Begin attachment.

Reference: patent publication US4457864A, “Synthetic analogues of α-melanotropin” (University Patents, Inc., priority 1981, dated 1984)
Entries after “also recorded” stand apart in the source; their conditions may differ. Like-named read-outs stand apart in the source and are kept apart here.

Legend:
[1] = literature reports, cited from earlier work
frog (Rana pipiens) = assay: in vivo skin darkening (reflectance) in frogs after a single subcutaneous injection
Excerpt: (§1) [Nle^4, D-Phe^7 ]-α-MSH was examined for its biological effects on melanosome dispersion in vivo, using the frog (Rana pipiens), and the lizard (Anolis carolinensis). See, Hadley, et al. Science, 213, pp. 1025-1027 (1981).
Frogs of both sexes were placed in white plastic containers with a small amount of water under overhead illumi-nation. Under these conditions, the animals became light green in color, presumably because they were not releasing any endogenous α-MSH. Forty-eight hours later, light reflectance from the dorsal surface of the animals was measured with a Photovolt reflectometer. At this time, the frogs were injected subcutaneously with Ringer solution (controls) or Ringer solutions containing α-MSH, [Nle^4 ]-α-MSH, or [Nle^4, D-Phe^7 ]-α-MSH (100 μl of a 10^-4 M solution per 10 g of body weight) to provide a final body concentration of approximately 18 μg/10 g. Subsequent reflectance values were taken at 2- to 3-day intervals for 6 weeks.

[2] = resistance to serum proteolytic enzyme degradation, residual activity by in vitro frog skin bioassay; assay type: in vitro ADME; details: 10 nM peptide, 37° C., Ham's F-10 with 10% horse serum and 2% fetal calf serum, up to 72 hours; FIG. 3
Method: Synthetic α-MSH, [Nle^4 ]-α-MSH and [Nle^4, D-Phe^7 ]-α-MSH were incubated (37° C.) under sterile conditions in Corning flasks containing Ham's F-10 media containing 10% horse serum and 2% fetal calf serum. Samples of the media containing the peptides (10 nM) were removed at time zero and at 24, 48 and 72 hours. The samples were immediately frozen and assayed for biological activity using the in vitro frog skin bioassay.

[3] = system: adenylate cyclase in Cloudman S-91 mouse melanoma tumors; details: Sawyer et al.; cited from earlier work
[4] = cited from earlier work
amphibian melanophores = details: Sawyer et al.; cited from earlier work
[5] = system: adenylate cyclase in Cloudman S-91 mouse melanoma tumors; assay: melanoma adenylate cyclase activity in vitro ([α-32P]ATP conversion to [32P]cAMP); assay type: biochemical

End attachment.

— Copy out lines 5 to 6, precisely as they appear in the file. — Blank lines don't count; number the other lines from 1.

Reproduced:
frog (Rana pipiens) = assay: in vivo skin darkening (reflectance) in frogs after a single subcutaneous injection
Excerpt: (§1) [Nle^4, D-Phe^7 ]-α-MSH was examined for its biological effects on melanosome dispersion in vivo, using the frog (Rana pipiens), and the lizard (Anolis carolinensis). See, Hadley, et al. Science, 213, pp. 1025-1027 (1981).